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XUL Titan Interview: George Staikos (of XUL for Qt/KDE fame) - Part I
posted by Gerald Bauer on June 08, 2004

Welcome back to the XUL Titan Interview series. Today let's welcome KaXul/Uxul mastermind George Staikos.

Q: Can you tell us a little bit about youself?

George Staikos: I'm a professional and hobbyist software developer in Toronto, Canada. I have been involved with Linux and open source software for over 10 years now, and have contributed to many different projects, most prominently KDE. I also do consulting and develop software commercially, especially Linux and Qt/KDE related (

Q: How did you stumble onto Mozilla's XUL? How did you get started on KaXul/Uxul?

George Staikos: It's hard not to run into XUL. :-) Actually I have done plenty of work on Konqueror, the KDE browser. Some of my areas of focus include the SSL layer and Netscape plugin support. With Mozilla, we have a new component model and plugin model and this has caused some problems for Konqueror. We don't fully support the new model in Mozilla (XPCOM and associated technologies). One thing that was relatively straightforward to implement in Konqueror was support for the sidebar modules that Mozilla has. I implemented support for HTML sidebar entries, but soon discovered that many of the sidebar plugins are written in XUL. I picked one (the Google plugin actually), and had a look to see how hard it would be to make it work. What I saw made me think of exactly something I already had available to me - Qt Designer files. Designer is a GUI tool for building user interfaces. The files are stored as XML and converted to C++ at compile time, or interpreted at runtime. This was a perfect match. So, I started to write a tool to convert the XUL XML files to Qt Designer files. It only took a few hours and I already had much of the UI displaying, which was very encouraging. The next step was interaction - the Javascript bindings. This was very convenient because Rich Moore had already written runtime Javascript bindings for Qt, called KJSEmbed. It took another 20 minutes to hook this in, and a bit of hacking to get the bindings to look like XUL's, and I had a functional demo, which I called Uxul ("usual" - meaning "it's usually this easy to make powerful KDE applications"). I split off the engine into a library and called it KaXul. ("casual", or, what I really meant "KDE's Advanced XUL").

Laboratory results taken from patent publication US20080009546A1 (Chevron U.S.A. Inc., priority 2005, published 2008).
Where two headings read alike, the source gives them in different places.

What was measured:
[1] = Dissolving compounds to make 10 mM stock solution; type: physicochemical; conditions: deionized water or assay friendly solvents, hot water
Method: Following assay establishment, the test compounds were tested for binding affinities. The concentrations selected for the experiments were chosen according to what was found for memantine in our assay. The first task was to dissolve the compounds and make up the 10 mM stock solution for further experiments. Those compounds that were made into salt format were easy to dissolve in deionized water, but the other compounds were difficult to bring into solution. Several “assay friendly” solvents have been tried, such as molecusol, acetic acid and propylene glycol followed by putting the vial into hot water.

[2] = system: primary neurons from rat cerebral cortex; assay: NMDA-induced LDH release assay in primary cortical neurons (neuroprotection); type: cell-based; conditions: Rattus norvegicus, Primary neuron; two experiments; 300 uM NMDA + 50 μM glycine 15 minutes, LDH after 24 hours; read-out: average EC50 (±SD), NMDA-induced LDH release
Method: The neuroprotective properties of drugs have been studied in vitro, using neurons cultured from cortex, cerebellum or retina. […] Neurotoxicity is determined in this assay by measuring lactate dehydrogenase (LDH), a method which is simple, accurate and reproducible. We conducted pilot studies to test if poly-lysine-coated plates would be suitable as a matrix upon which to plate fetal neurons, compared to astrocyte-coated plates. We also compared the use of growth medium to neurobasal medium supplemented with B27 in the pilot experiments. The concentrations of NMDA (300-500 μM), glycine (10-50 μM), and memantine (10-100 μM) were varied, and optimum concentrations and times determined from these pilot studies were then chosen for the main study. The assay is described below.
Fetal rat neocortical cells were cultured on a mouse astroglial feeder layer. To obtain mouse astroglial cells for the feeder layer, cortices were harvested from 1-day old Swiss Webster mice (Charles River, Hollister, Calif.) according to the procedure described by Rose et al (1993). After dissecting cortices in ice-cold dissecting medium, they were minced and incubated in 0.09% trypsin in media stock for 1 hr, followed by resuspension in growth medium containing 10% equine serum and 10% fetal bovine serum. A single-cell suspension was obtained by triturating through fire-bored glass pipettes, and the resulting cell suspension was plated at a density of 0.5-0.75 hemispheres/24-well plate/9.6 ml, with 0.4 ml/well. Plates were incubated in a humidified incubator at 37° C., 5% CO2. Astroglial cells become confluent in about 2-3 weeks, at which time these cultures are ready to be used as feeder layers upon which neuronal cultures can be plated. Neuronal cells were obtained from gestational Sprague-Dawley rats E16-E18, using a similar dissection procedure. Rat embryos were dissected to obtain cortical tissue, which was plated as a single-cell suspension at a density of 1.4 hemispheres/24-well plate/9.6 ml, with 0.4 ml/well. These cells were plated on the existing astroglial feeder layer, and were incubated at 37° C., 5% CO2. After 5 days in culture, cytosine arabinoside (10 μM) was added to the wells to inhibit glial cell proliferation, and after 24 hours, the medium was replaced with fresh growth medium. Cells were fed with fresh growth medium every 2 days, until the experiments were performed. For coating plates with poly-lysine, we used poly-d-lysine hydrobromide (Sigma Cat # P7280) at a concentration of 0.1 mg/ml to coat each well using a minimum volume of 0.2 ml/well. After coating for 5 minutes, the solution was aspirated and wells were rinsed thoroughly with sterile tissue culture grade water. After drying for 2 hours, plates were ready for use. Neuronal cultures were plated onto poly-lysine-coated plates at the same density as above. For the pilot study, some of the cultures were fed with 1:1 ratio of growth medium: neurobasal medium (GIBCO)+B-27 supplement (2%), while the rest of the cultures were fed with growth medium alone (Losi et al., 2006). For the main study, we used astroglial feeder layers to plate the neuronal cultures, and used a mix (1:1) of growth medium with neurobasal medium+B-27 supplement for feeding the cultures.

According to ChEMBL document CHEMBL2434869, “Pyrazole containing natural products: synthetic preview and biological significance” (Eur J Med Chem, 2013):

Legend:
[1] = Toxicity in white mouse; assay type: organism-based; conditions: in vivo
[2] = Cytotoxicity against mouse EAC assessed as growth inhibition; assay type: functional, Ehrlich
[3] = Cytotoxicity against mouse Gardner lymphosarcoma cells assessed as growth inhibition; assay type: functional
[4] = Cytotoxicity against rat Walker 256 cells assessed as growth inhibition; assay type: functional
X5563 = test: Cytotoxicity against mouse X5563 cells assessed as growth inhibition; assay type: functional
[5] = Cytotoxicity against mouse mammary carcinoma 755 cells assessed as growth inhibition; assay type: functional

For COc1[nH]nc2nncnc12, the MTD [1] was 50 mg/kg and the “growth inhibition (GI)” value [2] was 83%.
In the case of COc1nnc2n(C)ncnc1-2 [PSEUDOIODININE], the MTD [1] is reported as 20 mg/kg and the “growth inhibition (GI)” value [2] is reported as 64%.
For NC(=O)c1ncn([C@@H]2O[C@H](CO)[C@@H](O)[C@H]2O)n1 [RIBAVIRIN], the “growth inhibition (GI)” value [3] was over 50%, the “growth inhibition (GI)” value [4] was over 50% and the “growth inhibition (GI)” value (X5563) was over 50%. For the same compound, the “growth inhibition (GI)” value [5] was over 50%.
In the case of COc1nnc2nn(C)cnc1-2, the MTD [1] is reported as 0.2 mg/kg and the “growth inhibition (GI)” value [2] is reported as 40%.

Q: Can you tell us some challenges you faced building KaXul/Uxul?

George Staikos: The amazing thing about what has been done so far is that there was no challenge. It was all trivial! The real challenges were tackled in writing Qt Designer, KJS, KJSEmbed, and KHTML. I just glued everything together. There is much more glue to go, unfortunately, and there are some challenges ahead. I have not integrated CSS or RDF, not all the widgets are implemented, and there is still work to do on the script bindings. We already have an RDF and CSS implementation so that should be fairly easy to integrate, but some of the widgets may be quite complex. With KaXul, native Qt widgets are used, as opposed to the rendering that Mozilla does. This poses a bit of a problem since Mozilla can do all kinds of painting tricks that may not be supported in Qt yet. The benefit, however, is that KaXul is -fast-.

Q: Can you tell us what KaXul/Uxul can do today? What works and what needs to be done?

George Staikos: I have shown some demos of various working applets, and actually most of the important widgets are implemented. A simple form based applet should mostly work, but most of the styling and more complicated widgets and data manipulation may still not work.

Q: Can you use KaXul/Uxul as a Konqueror browser plugin?

George Staikos: Shortly after I split the code into the library/application design, Zack Rusin wrote a KPart which loads and executes XUL inline. KParts are effectively Konqueror plugins, so yes, it's quite possible. However KaXul is far from complete, so it is not particularly useful as a plugin yet, in my opinion. One real benefit we have seen is that there is now support in KDevelop for writing XUL apps, and KaXul, via the KPart, is used as a preview/thumbnail tool.

Thanks George Staikos. Check back next week for the second part of the XUL Titan interview with George Staikos discussing the state-of-scripting, SuperKaramba, XML for UIs in the KDE world, the future of KaXul/Uxul and much much more.


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